This notion, of course, flies in the face of science and the idea that the world was created over, um, a whole lot longer span of time. You know, as in billions of years.

Many of us mainstream Christians long have believed in both ideas. My faith tells me that the world is part of God’s plan. However, I cannot deny the evidence compiled over centuries that the evolution of the universe contains elements that the Bible does not mention.

Does that mean the Bible isn’t God’s inerrant word? No. To me, at least, it means that God ignored all the complexities that were occurring in the world he created.

As the pope himself said: “The Big Bang, which today we hold to be the origin of the world, does not contradict the intervention of the divine creator but, rather, requires it. Evolution in nature is not inconsistent with the notion of creation, because evolution requires the creation of beings that evolve.”

It works for me, Your Holiness.




Church and state do need separation

Occasionally discussions about blog posts do get out of hand, or they twist off into unintended directions.

Such was the case involving a recent item I posted on this blog involving the teaching of creationism in Texas public schools. Here’s the link:


But in the comments responding to the blog as it appeared on Facebook, a couple of the respondents decided to declare that the Constitution doesn’t state categorically that there must be a “separation of church and state.”

I’d like to clear the air a bit on this matter.

I agree that the Constitution doesn’t use the words “church and state separation.” But as with a lot of principles contained in that wonderful document, the interpretations of what it actually says are quite clear.

The First Amendment says, among other things, that Congress shall make no laws that establish a state religion. I’ve read it, oh, about a bazillion times in my life. I know what the Founders meant when they wrote that. They intended to keep church business out of state business. They didn’t want our government to be dictated by religious principles.

They created a secular nation.

There well might have been plenty of debate among the Founders about whether to allow a state religion. It doesn’t matter, in my view, what they debated. What matters now, more than two centuries later, is what they approved when they sent the Constitution out for ratification by the 13 states that comprised the United States of America.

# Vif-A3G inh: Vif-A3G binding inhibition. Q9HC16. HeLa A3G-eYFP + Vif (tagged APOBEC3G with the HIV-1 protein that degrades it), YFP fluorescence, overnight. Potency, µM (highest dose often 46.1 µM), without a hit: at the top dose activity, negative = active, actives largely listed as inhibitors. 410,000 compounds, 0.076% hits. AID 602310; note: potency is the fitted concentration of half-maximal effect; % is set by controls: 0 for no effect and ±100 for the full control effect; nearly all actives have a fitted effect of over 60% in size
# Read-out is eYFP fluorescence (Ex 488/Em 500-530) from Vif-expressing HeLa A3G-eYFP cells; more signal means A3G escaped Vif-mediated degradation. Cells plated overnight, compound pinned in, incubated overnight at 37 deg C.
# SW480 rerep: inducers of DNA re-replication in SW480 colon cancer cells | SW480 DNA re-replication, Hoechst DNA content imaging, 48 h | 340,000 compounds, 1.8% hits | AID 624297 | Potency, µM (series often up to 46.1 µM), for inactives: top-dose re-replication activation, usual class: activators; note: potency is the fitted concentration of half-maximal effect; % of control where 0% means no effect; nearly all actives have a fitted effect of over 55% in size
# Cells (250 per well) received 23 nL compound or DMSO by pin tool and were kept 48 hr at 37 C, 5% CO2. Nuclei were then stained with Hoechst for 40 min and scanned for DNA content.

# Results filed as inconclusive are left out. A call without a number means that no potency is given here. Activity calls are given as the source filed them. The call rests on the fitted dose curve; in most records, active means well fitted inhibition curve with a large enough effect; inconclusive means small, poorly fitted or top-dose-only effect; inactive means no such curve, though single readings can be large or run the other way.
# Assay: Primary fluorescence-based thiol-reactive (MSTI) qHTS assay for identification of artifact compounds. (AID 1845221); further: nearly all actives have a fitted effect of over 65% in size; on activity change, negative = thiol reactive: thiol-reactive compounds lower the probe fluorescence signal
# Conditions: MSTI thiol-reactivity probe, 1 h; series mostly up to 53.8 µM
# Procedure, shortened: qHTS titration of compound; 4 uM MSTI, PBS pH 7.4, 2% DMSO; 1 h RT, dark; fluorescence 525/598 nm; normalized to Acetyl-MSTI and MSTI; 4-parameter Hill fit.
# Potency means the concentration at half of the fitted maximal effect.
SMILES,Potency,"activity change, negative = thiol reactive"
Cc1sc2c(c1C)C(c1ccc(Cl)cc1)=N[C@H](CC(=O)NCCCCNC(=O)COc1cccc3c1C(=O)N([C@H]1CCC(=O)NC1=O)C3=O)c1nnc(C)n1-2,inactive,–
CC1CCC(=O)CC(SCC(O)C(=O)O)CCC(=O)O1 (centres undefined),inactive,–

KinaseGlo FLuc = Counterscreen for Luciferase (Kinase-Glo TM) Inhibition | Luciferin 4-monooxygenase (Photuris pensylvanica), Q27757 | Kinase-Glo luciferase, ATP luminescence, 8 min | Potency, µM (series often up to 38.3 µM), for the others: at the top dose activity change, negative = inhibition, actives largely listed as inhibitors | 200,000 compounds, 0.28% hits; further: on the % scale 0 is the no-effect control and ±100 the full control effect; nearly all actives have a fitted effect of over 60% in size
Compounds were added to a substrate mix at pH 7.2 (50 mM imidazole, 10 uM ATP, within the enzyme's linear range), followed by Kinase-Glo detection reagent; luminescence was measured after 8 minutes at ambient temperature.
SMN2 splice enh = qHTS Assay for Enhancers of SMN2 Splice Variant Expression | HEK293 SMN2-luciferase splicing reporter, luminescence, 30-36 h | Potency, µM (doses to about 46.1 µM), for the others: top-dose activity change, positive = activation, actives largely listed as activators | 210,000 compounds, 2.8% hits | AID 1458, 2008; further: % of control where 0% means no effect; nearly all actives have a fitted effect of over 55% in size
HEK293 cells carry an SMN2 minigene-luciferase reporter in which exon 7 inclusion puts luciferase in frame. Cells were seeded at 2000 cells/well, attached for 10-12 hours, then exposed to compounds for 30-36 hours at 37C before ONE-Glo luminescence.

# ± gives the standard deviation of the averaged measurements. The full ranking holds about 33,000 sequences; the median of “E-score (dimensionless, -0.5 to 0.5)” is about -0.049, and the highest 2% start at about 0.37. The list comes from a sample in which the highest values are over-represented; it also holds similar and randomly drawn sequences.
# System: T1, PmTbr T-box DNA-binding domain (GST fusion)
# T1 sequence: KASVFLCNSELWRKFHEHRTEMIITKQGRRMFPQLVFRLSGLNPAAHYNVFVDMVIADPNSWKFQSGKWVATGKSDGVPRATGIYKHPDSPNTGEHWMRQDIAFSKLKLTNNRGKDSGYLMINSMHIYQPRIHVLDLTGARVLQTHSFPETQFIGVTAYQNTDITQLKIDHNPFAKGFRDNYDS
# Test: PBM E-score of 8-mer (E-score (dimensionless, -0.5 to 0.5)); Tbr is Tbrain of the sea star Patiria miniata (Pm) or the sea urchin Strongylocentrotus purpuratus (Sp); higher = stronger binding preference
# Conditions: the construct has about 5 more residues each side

Thus, church and state separation is implied in the Constitution’s First Amendment, just as the “right of privacy” is implied in the Fourth Amendment.

What’s more, Texas happens to be one of 50 states that now comprise the U.S. of A., even though it once seceded with tragic consequences. My point about the candidates for Texas lieutenant governor wanting to teach creationism in our public schools still stands.

Teach science in schools and religion in church — and keep church and state separate.

Creationism has no place in classroom

Paul Burka is absolutely correct in criticizing the four Republican candidates for Texas lieutenant governor and their insistence that creationism should be taught in Texas public schools.


The Texas Monthly editor/blogger took note of their “genuflection” to religious doctrine and said quite correctly that the biblical version of Earth’s creation should be caught in church.

It’s long bothered me that some have held creationism — which essentially is scripture’s version of the world’s beginning as told in the Book of Genesis — on the same level as evolution. One of my former journalism colleagues is fond of referring to evolution as a “theory” in the same vein as creationism. Well, it isn’t.

Yes, evolution is a “theory” but it is substantiated by mountains of scientific data that suggests that the planet was created over billions of years. Paleontologists have uncovered countless fossil remains of prehistoric creatures that aren’t mentioned in the Bible. T-Rex et al aren’t in the Good Book, but that doesn’t mean they didn’t exist.

I won’t go on and on about evolution.

Nor will I say the Bible is incorrect. I happen to believe in both notions, that evolution and creationism aren’t mutually exclusive.

I also happen to believe that one of them should be taught in school, the other one should be taught in church.